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A good strategy to curb mindless eating

PHOTO: Even if the snack is a healthful one, the rule is it must be eaten off a plate while sitting at a dining table. | LARRY CROWE~AP

While talking to Dawn Jackson Blatner, the Chicago registered dietitian who is appearing on the new ABC show “My Diet Is Better Than Yours,” she mentioned her approach for curbing mindless eating.

But I had so much other information, I didn’t have room to include it when I wrote about Blatner and the new show last week. (You can read that here. The show airs tonight and the remaining Thursdays in January.)

With food so readily available, it is easy to grab a handful of this or stop for a quick snack of that. Blatner pointed out that even if the choices are healthful ones, you can rack up unnecessary calories.

Her recommendation: if you are going to eat something, you must do it with the food on a plate while you are seated at your kitchen table.

I work out of a home office now, and it’s way too easy for me to grab a handful of walnuts or stand by the kitchen counter and slice off a chunk of cheese — and then another. So I thought Blatner’s strategy would put a stop to some of my mindless eating I knew I must be doing. I decided I’d try it for a week and pay attention to my behavior.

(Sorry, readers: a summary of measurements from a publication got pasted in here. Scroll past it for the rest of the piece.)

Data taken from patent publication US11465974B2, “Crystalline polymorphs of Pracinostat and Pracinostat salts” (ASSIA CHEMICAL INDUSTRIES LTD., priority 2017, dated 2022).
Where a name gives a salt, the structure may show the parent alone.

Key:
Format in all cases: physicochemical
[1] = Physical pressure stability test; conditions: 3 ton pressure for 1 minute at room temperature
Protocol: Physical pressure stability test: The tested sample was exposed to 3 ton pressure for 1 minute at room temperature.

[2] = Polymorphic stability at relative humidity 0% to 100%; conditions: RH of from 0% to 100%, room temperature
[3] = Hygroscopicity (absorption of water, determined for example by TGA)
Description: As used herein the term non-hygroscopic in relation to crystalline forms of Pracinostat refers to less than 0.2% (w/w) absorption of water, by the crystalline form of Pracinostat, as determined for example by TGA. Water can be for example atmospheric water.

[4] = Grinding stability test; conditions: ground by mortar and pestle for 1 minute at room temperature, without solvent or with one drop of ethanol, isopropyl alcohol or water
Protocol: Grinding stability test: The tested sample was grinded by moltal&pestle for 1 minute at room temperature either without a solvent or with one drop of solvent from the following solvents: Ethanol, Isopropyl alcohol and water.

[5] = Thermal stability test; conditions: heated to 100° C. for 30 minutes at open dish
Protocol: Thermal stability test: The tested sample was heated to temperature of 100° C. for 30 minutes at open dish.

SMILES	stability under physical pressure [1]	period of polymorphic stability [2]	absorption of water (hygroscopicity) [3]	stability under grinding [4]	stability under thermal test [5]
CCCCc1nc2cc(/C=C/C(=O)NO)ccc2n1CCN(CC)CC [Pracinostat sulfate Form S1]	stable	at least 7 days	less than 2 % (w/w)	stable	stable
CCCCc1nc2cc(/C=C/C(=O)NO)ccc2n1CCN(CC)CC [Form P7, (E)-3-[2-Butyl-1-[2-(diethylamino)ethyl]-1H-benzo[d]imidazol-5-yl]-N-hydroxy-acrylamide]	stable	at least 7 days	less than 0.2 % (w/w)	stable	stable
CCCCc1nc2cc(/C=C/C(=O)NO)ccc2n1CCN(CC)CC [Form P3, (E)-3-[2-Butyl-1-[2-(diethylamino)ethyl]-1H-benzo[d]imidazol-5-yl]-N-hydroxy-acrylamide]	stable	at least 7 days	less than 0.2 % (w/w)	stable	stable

Well, it’s been an eye-opener and a little tougher than I thought. If I was doing something in another room, I had to stop and get whatever I wanted to eat and sit myself down at the table. But I’m busy, I’d think, but I made myself take a seat at the kitchen table. Well, I can’t stop and do this too often, I told myself the second day.

It also showed me how often in a day I could have a little nibble of something. Talk about mindless eating!

And here’s the real beauty of it: one night while watching TV the thought popped in my head this might be a good time for a snack. But things were really heating up in the show I was watching and I didn’t want to hit pause. So I had to decide: snack or TV? Well, TV won out. Was I really hungry? Apparently not. (Sometimes what you think is hunger actually is thirst. I drank water and the urge to have a snack that night disappeared.)

Oh, and BTW, without changing anything else I lost a pound during the week I did this. Interestingly, Blatner’s contestant on the show talked in the first episode about how now that she’s at home she finds herself doing a lot of mindless eating. (Watch the show and you’ll see how Blatner’s eating plan worked for her.)

I liked this advice from Blatner so much I’m going to keep it up. If you think mindless eating might be a problem for you, consider giving this approach a try.